Broker Check


| June 23, 2023



We began a series in our last edition of MTC in which I was sharing some insights from Dr. Fred Johnson of Initiative One in Green Bay, WI. His thoughts on executive leadership struck me, and I think our readers will find them valuable enough for us to use this media for a short series.


As leaders in whatever capacity, we know that we’ll experience stress. In order to keep that stress from derailing our ability to influence, we need to have the discipline to strengthen ourselves. So, let’s dive into the first couple of disciplines that Dr. Johnson shared to help us manage the responsibilities that come with leadership.


  1. Take responsibility to take care of your needs first.
    • You can't give from an empty tank.
    • A servant leader must serve themselves first before they’re able to serve others.
    • One way to do this is by engaging in “Purposeful Non-purposeful Activity.” These are activities done deliberately to free your mind. They require your full attention and engagement without allowing your mind to wrestle with your areas of stress.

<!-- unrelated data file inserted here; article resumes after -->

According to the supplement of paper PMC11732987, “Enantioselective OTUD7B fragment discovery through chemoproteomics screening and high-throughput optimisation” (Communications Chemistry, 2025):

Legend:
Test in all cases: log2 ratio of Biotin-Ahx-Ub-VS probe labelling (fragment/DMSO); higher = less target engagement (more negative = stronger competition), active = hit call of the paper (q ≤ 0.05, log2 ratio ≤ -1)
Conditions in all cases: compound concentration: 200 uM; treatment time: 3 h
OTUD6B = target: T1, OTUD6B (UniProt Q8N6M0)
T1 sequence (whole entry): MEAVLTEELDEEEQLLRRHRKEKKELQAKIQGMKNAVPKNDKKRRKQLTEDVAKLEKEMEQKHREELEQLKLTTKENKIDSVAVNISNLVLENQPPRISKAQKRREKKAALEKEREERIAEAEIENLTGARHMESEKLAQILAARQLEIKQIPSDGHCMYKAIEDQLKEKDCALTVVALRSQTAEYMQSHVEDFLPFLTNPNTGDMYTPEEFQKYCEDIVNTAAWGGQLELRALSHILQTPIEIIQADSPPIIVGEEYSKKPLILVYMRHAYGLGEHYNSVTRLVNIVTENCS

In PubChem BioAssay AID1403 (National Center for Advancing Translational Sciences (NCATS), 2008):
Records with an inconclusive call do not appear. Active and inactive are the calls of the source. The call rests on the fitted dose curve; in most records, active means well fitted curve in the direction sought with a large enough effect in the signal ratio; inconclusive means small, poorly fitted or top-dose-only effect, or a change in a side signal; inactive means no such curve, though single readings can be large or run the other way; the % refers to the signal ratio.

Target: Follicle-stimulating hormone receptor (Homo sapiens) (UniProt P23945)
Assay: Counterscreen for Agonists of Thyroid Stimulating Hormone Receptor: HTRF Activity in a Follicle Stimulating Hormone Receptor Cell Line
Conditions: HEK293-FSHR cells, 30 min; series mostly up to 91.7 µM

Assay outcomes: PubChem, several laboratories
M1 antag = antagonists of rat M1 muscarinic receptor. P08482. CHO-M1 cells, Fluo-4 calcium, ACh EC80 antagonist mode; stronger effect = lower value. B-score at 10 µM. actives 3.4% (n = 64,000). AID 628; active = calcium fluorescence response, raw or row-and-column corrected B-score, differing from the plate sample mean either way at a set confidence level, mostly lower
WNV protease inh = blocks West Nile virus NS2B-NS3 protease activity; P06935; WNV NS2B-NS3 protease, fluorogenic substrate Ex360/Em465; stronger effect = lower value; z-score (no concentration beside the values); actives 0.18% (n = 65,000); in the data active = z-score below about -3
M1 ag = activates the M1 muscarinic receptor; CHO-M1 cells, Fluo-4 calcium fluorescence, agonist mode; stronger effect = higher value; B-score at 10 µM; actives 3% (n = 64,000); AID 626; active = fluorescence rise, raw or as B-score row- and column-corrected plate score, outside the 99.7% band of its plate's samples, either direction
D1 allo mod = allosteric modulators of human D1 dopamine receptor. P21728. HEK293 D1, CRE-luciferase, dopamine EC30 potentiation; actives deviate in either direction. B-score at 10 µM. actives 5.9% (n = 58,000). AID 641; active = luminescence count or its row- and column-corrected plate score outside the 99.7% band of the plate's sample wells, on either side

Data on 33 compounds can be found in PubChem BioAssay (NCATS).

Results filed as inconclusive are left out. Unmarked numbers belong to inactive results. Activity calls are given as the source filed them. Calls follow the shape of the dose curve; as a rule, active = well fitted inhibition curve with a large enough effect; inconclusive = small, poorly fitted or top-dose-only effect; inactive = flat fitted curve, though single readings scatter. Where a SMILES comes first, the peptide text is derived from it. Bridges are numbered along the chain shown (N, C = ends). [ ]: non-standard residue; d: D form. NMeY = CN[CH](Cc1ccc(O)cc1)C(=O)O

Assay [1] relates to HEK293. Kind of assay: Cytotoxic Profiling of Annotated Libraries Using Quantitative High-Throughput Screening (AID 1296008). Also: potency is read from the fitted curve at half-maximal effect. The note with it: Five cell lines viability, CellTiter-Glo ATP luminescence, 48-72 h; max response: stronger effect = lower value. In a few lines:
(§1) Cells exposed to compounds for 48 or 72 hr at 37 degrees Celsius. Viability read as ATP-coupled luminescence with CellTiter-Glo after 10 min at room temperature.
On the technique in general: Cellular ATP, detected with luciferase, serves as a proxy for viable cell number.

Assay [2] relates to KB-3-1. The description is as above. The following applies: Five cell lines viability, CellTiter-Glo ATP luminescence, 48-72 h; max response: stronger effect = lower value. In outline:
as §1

• You must intentionally schedule time to refresh yourself.
    • The answer to anxiety is not to work harder, but to find a way to create inner silence.


  1. Practice the art of self-reflection
    • This is NOT an invitation to shame and beat yourself up.
    • The ability to evaluate by saying, "I made a mistake" versus "I am a mistake.”
    • The greater your level of influence, the more time that needs to be spent in self-reflection.
    • Questions you should be asking yourself:
      • Is this going to move my organization forward in a big way?
      • Am I being bold, or safe, in my decision making?
      • Is purpose driving, or fear dominating, my decision making?
      • Are values motivating, or politics driving, my decisions?
    • Ask yourself, "Are we making decisions based on..."
      • Purpose?
      • Principle?
      • Passion?
      • Planning?


Some people may find it natural to take care of themselves and to be self-reflective. However, many leaders struggle in these areas because they’re so busy trying to accomplish the next goal or to avoid the next obstacle so those they serve can achieve what they need. Exercising these first two disciplines in our lives can help begin to redirect our energy and our thinking in a way that will bless those we lead. Shall we give it a try together?


Make it a great week!


Scott Cousino, CFP®, CEPA®